One more note on the experience here as a whole. In an impossibly cute and epically defining move that really tickled me, a volunteer with complimentary cups of cold water walked the aisles at the very top of intermission. It’s a little thing perhaps, but I have NEVER seen this done. This was going the extra mile. This was knowing their audience. This was also just pure kindness, and it makes a huge difference. I’m not part of this specific community, but I felt like it immediately and that is meaningful, especially in today’s charged political climate. It’s also a pertinent theme in the show that’s explored. It’s fascinating to observe (both on and off stage) that at times of great division and even revolution, we see simple acts of kindness and solidarity take on an invaluable significance and the most comforting camaraderie materialize from perceived thin air.

As a native Palo Altan, I’m a tad embarrassed to say I initially had to look up where Lafayette was located. Ashamed further, I discovered it’s practically next door to Pleasant Hill where I have close family. Triply abashed I am to say that I’ve spent 35 years or more attending theater and never stepped foot in this adorable and dynamic space. That changed last week and I am supremely happy it did. I will absolutely be returning. Well worth the drive (and even a bridge toll should you geographically require that expense) an unchallenged 4 ½ out of 5 jewels in the review tiara for this truly witty, germane, thoughtful, and unexpected refreshing theater experience that proudly puts the “commune” as well as the “come on in” in community. The Revolutionists plays through October 20th at the Town Hall Theatre in Lafayette.

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REVIEW – Rock of Ages – Palo Alto Players

Somewhere in an alternate universe, there’s a Susannah who instead of thrusting mostly unsolicited critical opinions upon her local, theatre-loving audience, she hurls power ballads (and herself) upon a gaggle of drooling groupies. Somewhere (that is most definitely not here nor now) she isn’t a self-appointed princess, but rather a badass, reprobate Rock Star whose talent and mass appeal catapult her to the top of the charts (briefly) and the backseats of limos (even more briefly). However, for this plane of existence, at least for the time being, such Rock and Roll fantasies must be played out by others on the stage for her. Palo Alto Player’s Rock of Ages had the chance to be just such a dreamy trip through 80’s rock nostalgia, but unfortunately, it came off more like this wannabe Punk Rock Princess’ attempt at rocking out during her commute, than a polished production.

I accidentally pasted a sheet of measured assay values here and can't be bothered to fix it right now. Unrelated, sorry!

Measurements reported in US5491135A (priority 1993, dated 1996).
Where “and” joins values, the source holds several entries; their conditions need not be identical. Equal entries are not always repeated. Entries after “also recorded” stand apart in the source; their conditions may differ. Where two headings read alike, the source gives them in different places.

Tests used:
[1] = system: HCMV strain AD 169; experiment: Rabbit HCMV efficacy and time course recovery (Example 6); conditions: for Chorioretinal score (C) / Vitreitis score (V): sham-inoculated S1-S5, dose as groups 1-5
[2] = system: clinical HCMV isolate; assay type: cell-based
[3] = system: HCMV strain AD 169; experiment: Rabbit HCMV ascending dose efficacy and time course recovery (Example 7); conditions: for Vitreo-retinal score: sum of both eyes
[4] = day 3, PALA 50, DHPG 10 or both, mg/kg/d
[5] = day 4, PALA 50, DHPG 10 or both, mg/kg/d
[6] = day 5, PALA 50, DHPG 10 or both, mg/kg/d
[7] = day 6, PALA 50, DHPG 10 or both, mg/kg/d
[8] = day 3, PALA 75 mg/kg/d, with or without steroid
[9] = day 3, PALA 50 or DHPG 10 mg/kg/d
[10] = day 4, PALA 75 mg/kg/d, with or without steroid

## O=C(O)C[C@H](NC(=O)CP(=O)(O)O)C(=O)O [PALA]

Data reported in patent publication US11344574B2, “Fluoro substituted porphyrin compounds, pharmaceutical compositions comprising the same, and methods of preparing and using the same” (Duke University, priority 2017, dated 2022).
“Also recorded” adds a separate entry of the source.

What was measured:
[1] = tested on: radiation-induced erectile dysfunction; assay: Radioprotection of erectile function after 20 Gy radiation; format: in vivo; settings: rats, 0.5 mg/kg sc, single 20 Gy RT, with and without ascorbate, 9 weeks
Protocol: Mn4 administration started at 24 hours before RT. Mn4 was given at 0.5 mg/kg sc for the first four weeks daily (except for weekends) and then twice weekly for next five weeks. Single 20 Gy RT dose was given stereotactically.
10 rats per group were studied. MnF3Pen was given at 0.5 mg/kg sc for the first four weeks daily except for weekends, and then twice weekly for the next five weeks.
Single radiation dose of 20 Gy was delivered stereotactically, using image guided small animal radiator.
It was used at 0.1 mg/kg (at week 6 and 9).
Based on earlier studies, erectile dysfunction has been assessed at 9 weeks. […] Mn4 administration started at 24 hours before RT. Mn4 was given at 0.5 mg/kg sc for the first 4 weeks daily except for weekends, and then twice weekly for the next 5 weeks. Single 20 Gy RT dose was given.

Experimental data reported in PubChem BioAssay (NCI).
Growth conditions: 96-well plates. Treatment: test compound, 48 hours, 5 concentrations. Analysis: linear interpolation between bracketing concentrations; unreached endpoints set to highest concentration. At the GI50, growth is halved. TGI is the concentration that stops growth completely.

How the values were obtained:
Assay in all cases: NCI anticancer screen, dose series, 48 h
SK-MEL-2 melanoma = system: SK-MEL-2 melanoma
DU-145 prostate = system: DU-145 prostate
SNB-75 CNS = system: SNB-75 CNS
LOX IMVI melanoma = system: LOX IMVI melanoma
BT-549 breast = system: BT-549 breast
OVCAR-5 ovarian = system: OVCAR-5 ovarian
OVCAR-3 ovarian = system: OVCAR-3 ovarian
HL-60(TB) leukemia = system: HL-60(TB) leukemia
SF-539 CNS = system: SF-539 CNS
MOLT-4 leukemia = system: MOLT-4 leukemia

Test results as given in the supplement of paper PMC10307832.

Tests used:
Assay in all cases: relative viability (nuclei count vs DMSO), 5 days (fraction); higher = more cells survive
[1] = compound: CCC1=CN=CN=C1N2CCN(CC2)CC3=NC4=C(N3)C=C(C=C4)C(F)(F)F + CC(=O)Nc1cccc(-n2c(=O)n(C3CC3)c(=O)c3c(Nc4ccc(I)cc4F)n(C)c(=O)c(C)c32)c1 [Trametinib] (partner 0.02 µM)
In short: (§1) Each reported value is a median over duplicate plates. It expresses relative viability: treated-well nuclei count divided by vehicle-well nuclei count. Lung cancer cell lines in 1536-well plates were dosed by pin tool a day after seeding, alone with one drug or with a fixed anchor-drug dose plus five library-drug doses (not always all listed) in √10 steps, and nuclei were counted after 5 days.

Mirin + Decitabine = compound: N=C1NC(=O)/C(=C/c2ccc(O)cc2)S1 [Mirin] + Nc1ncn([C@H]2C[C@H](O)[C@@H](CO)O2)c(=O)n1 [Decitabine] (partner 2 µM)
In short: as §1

Let’s start with the fundamental issue of this show (and shows like it). The show’s structure is more challenging at its core than one might initially observe. Sure you have a compellation of songs that automatically appeal to a certain demographic (built in audience!), songs that have already proven popular (with an expectation set by the original rock voices), but underneath the big hair and tight leather pants, the songs of Poison, Pat Benatar, Whitesnake, Jon Bon Jovi and the like take incredible range, power and pitch, not to mention stamina for days, to perform. We make fun of perhaps the weak lyrical content (and certainly the glorious fashion choices) of this era’s musical idols, but contrary to popular belief, the 80s rock ballads are NOT easy to sing. Combine that with all the pageantry, choreography and comic timing required to appease a post-Hamilton musical theater crowd and you have a significant prescription to fill. It’s a musical about Rock and therein lies a nearly impossible Venn diagram – a show that lies securely in the infinitesimal sliver of overlap. It’s simultaneously new and old and it doesn’t take itself seriously, but it must take the musical component seriously if it wants to win over the crowd.

With this immense challenge laid out (heh, heh I said laid) before them, it was immediately apparent the cast wasn’t 100% up to it, at least not that evening. Opening night was undeniably rough – pitchy throughout, unfocused and low energy in parts. I can easily forgive a few stray notes and some breathing issues if the acting makes up for it, but in many places while ready to forgive, I didn’t get enough entertainment of any kind to balance out what I felt was musically lacking. While I very much enjoyed the Broadway touring version of this play several years ago (and admittedly the bar was consequently set quite high) I just wasn’t feeling this production. Not unlike the show American Idiot, I largely thought I’d prefer to see the original bands perform these songs, rather than listen to the musical theater take on them. I should have liked this show more, and I can only hope that voices were just tired and that a few days of rest will elevate this to the level I think the show deserves and certainly this cast is capable of.